How is it that we manage to get lost every time we drive the hour and a half down to the children’s hospital? We manage to park in the wrong garage, enter the wrong building, etc. Typically we make it just in time for our appointment. That means we don’t lose our appointment or chip into that two-hour wait to get into it. We truly like our immunologist, and we feel that his care is excellent. I never feel as if my time is wasted and our last appointment was no exception.
Braden received his flu shot and did an immunization challenge test with the pneumonia vaccine. We’ll go back in a few weeks to test how well his body created antibodies to the immunization. It seems so light and easy to say, but it involved telling him he was going to get shots. His small face crinkles up and big tears begin to fall. He then starts begging you to not make him get them. Finally, it will take two people to hold him down as they are given to him. Our heart breaks just a bit, but we know if he is to get any of the conditions we are immunizing him against, it could spell the end. It only got worse when he had to get blood drawn. We needed to check his blood and t-cell counts. Unfortunately, I nearly passed out the last time I attempted to sit with him while he had blood drawn. So, my mother stepped in for me. Waiting in the lobby pacing back and forth while listening to my child scream, “I’ll be good!”, “No!”, “Ouchie!”, is torturous. I fight to hold back tears. It will not do him any favors to have his mommy looking like a mess when he leaves the small room only feet away from me. It doesn’t stop me from sweating though. His vein gave out, and it took a second poke on the other arm to complete the draw. Hospital visits are tough on all of us. So, for now we wait on results. We’ll go back next month to figure out our plan of action.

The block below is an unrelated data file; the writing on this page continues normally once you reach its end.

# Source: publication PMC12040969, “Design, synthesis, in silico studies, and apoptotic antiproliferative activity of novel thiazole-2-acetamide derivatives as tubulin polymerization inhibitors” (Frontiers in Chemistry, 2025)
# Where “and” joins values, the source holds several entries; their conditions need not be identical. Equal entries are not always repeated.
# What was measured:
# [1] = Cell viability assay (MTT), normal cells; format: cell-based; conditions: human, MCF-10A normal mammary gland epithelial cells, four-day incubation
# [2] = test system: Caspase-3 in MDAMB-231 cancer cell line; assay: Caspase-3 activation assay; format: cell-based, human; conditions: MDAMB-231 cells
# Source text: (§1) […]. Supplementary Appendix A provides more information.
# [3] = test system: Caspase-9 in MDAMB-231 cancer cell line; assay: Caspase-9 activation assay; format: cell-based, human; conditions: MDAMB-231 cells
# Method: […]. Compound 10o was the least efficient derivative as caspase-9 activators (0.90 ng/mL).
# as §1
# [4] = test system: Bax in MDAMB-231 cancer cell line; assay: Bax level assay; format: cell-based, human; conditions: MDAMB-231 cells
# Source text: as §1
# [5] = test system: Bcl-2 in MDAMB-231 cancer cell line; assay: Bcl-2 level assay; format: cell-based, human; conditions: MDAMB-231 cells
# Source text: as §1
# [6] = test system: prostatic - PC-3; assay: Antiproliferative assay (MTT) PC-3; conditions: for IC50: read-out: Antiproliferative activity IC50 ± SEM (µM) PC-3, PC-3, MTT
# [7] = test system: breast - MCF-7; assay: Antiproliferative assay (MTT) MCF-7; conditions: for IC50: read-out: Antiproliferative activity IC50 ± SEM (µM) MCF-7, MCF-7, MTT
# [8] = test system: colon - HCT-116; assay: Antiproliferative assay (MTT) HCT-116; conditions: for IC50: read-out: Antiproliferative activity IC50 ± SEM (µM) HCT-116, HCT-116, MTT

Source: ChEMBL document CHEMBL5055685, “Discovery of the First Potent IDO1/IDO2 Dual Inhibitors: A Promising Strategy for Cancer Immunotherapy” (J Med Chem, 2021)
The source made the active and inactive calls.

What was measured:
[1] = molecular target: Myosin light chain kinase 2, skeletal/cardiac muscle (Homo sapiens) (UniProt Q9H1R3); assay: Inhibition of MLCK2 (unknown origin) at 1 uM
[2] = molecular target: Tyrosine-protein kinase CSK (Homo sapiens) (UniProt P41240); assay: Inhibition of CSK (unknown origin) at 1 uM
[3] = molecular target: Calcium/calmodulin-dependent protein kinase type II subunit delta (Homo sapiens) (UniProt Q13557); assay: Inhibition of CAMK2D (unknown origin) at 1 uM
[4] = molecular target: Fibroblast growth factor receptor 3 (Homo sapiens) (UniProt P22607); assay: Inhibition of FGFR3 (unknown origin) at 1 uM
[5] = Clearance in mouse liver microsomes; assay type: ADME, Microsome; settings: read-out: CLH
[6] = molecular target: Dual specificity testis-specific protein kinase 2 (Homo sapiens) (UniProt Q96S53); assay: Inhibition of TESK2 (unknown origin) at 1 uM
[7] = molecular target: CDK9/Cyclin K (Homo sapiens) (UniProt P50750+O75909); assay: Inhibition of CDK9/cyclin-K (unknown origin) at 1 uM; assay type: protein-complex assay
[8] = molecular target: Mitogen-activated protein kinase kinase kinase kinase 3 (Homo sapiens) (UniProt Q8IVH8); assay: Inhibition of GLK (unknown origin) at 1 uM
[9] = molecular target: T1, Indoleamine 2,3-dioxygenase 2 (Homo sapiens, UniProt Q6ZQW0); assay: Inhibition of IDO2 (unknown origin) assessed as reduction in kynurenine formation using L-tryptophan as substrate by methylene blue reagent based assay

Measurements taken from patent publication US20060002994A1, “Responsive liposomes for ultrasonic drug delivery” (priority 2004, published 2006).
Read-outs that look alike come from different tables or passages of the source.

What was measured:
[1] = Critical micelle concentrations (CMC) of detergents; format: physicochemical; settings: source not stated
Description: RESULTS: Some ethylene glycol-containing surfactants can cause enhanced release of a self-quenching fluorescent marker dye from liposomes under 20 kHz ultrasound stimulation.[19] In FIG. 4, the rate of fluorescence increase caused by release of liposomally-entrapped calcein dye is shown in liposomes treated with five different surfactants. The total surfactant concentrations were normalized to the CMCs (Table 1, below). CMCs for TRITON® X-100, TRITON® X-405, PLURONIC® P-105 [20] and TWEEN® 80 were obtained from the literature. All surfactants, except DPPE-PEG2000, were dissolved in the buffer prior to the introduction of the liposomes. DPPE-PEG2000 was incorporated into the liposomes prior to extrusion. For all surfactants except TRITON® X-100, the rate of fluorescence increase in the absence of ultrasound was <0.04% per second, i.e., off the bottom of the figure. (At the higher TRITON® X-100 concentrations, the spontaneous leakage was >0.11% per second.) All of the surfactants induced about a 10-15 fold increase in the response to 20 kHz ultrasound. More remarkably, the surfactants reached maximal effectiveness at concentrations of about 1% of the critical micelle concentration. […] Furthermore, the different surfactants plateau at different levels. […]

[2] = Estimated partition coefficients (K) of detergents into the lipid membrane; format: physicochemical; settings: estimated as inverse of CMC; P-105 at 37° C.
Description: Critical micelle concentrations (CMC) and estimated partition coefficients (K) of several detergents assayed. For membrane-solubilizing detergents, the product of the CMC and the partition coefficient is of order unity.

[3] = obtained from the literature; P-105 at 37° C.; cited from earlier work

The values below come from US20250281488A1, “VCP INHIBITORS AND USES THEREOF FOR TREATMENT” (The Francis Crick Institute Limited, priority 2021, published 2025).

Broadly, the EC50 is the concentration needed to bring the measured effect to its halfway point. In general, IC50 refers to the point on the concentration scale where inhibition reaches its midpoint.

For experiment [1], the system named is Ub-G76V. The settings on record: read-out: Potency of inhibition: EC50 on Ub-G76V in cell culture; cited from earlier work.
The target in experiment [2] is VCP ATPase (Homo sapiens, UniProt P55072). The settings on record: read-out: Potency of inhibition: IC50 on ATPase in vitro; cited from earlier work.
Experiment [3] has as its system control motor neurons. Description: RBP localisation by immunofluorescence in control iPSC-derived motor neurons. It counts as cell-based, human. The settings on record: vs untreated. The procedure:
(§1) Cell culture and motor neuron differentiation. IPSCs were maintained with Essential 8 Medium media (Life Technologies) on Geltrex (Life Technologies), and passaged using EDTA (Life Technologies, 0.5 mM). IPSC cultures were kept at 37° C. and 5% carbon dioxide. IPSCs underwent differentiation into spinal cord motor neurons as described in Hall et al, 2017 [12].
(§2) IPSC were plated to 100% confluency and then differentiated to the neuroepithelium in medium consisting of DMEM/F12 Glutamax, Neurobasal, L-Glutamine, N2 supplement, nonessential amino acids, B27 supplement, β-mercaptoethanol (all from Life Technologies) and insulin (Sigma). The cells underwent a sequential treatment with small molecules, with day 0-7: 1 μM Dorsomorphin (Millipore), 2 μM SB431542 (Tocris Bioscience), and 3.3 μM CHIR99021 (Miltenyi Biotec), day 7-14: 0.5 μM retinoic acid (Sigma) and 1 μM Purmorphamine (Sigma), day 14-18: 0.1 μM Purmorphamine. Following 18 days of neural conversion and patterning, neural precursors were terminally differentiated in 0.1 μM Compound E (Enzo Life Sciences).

The day wasn’t a total bust though. We took Braden to the mall for some spoiling that he rightfully earned. He got an orange Godiva chocolate ghost. How cute he was as he said that he didn’t eat it and should get another one all the while sporting an orange chocolate ring around his mouth! He slurped up noodles and ate his sesame chicken with a toothpick, since that’s how it’s done. He grinned from ear to ear as he got to ride not once but twice on the train. The way his lopsided grin and frantic wave at me made my heart leap was priceless to me. My love for him knows no limits. I am the luckiest woman ever to have two (almost three) beautiful children.
We took the children trick or treating at the zoo the other day. It was so much fun to watch our daughter make silly monkey sounds in her monkey costume. It made us laugh to see Braden checking his train schedule all dressed up as a train engineer. How beautiful it is to watch them full of excitement! We had a wonderful time, but I still couldn’t help but feel a bit frustrated that one of the volunteers simply had to make such a thoughtless comment. She looked down at Braden in his medical stroller and said, “Wow, he’s working real hard for it.” A part of me wanted to yell and scream at her. How can people not think and speak so carelessly? It hurt me to my core, but it wasn’t her words that hurt. It was the fact that my child has to work hard all the time. He doesn’t get easy passes. He wasn’t capable of walking the zoo to each candy station. It was the reality that hurt most, and her words were simply salt in an already very deep and raw wound. Please think people. Please. I let it go, and we continued to laugh and enjoy every minute of what we got to experience of a beautiful day